Fetfatzes added that the plan is to hand deliver regular checks to the Jackson treasurer, so it can be deposited directly into its operating account.
“It’s incredibly kind of them to do that,” Jackson School Principal Lisa Kaplan Kaplan said. “We hold monthly happy hours at Hawthornes, so I guess they felt a connection to our community. Our next one on Jan. 17 is going to have cocktails that all feature soda, so that’s a nice supplemental way to see generosity in action.”
Heading to the Fancy Brigade serenade Saturday evening, Jill Jimenez, with an 18.5-ounce Turkey Hill Iced Tea in hand, presented a counterargument to the anti-tax stance, finding the levy “the perfect remedy” for the metropolis’ financial crisis.
“I’ve had long discussions with people face-to-face and on social media about this new measure,” the Passyunk Square resident said. “The talks have usually ended with most people saying this will hurt the very people it is supposed to help, namely, low-income folks who will enroll their kids in pre-K programs and who often rely on the taxed items because they’re cheap, since it will likely keep them from buying the products at all, but I don’t see it that way. I think people are going to continue to buy what they want, and I hope some people even find it in their hearts to buy more because that will help their fellow Philadelphians and our parks, libraries, and rec centers.”
When another serenade-goer pointed out the unlikelihood of that, given families’ financial difficulties, Jimenez noted that “Stranger things have happened,” leading Linda Sanders to weigh in.
“There are people who are going to say ‘Oh, it’s just a few pennies here and there,’ but it’s not,” the Queen Village resident said. “This is just another lame way to use emotion to punish us for our nutritional habits. It should be on the distributors to take care of this. It’s not going to surprise me to hear that people are skipping town to get stuff. You just can’t continue to burden us.”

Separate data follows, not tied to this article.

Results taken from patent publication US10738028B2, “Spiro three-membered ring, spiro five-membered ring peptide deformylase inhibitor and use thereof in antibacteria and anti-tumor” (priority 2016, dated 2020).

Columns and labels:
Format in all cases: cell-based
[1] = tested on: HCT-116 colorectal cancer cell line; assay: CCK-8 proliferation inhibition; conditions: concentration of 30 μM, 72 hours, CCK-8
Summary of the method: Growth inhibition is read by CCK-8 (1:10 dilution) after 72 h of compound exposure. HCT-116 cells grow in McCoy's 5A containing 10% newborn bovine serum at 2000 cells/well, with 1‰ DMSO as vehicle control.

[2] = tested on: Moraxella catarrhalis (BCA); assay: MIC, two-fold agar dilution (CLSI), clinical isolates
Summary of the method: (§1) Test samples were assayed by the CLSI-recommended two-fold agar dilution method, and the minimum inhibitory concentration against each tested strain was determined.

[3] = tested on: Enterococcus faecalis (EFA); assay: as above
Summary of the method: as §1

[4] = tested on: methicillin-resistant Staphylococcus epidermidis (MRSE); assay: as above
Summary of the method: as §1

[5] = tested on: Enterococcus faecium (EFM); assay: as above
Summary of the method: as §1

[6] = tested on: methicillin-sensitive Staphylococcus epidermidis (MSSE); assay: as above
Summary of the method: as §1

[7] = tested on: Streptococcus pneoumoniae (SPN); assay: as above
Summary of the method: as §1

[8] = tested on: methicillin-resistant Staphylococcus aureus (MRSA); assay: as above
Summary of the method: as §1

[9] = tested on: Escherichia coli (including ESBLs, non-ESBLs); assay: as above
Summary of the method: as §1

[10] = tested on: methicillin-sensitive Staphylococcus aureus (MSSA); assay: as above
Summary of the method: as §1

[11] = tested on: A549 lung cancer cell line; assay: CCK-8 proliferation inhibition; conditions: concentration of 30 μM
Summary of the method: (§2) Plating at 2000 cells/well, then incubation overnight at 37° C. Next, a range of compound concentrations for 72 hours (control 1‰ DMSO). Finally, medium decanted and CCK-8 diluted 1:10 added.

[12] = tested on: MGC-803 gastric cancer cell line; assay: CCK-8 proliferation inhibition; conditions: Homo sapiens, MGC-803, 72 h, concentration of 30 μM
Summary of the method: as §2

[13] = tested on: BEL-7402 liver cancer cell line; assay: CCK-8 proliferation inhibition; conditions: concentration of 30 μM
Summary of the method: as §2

A Dec. 20 release from the Pennsylvania Food Merchants Association validates Sanders’ point about the responsibilities facing distributors, who must make payments to the City on the 20th of each month, starting on Presidents’ Day.
A visit to the City of Philadelphia’s Public Health Department website notes that residents consume about 60 million gallons of sugar-sweetened beverages each year, a total that officials say plays an immense role in analyzing obesity data. Certainly not above enjoying an occasional bottle of Gatorade post-workout, Sam Evans went to ShopRite, 2301 W. Oregon Ave., Monday morning with only one item in mind, water.
“I’m that rare person, I suppose, who can see both sides,” the Southwest Philly resident said. “Is the City expecting for people to change their lifestyles? Is it hoping that they’re going to say, Yeah, this is where my tax dollars should be going’? I don’t know sometimes. Not all the stuff they’re taxing is a necessity, of course, like my Gatorade, but I do think we are giving this city enough. Maybe it misuses what comes in. On the other hand, who can fault a plan that wants to encourage kids to learn and people to stay healthy? Come to think of it, that’s odd. We’re taxing some undesirable things to make people healthier. Do I have that right?”
ShopRite is one of the local supermarkets that is including the itemized Philadelphia Beverage Tax recovery on shopping receipts. A 12-pack of Powerade Orange 12-ounce beverages selling for $5.99, ending up being $8.80 with the additional taxes. Acme, on the other hand, has incorporated the increased cost into the shelf price. While some will adjust to the increased shopping expense, one local resident sees it have a lingering negative impact.
“I’m going to play Nostradamus and say people are really going to be irked in the summertime. You look at what’s going up, and you can’t avoid that if you’re thirsty then, you’re going to have to pay up,” Evans said. SPR
Editor Bill Gelman contributed to this article.
Contact Staff Writer Joseph Myers at firstname.lastname@example.org.
ShopRite locations decided to list the supplemental cost under the shelf price.
Photo by Tina Garceau